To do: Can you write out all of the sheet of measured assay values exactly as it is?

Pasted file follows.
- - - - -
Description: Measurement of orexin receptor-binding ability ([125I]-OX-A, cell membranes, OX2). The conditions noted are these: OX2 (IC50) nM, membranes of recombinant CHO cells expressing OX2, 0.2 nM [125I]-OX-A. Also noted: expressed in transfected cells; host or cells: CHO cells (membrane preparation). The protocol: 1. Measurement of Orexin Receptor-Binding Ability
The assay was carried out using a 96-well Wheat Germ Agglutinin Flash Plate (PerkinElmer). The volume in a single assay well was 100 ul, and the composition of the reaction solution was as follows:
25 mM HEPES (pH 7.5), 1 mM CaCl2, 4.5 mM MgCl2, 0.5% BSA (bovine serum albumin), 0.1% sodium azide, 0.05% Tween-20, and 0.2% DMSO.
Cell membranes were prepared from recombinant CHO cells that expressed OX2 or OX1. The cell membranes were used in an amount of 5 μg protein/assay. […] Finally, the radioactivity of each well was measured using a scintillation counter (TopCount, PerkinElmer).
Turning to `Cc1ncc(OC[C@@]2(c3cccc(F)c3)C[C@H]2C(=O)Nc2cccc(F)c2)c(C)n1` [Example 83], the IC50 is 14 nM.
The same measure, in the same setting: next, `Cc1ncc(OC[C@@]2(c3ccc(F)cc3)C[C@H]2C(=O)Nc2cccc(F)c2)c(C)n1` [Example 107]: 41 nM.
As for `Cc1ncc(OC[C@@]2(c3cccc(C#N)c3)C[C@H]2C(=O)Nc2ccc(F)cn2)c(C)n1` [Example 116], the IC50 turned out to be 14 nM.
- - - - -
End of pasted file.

Description: Measurement of orexin receptor-binding ability ([125I]-OX-A, cell membranes, OX2). The conditions noted are these: OX2 (IC50) nM, membranes of recombinant CHO cells expressing OX2, 0.2 nM [125I]-OX-A. Also noted: expressed in transfected cells; host or cells: CHO cells (membrane preparation). The protocol: 1. Measurement of Orexin Receptor-Binding Ability
The assay was carried out using a 96-well Wheat Germ Agglutinin Flash Plate (PerkinElmer). The volume in a single assay well was 100 ul, and the composition of the reaction solution was as follows:
25 mM HEPES (pH 7.5), 1 mM CaCl2, 4.5 mM MgCl2, 0.5% BSA (bovine serum albumin), 0.1% sodium azide, 0.05% Tween-20, and 0.2% DMSO.
Cell membranes were prepared from recombinant CHO cells that expressed OX2 or OX1. The cell membranes were used in an amount of 5 μg protein/assay. […] Finally, the radioactivity of each well was measured using a scintillation counter (TopCount, PerkinElmer).
Turning to `Cc1ncc(OC[C@@]2(c3cccc(F)c3)C[C@H]2C(=O)Nc2cccc(F)c2)c(C)n1` [Example 83], the IC50 is 14 nM.
The same measure, in the same setting: next, `Cc1ncc(OC[C@@]2(c3ccc(F)cc3)C[C@H]2C(=O)Nc2cccc(F)c2)c(C)n1` [Example 107]: 41 nM.
As for `Cc1ncc(OC[C@@]2(c3cccc(C#N)c3)C[C@H]2C(=O)Nc2ccc(F)cn2)c(C)n1` [Example 116], the IC50 turned out to be 14 nM.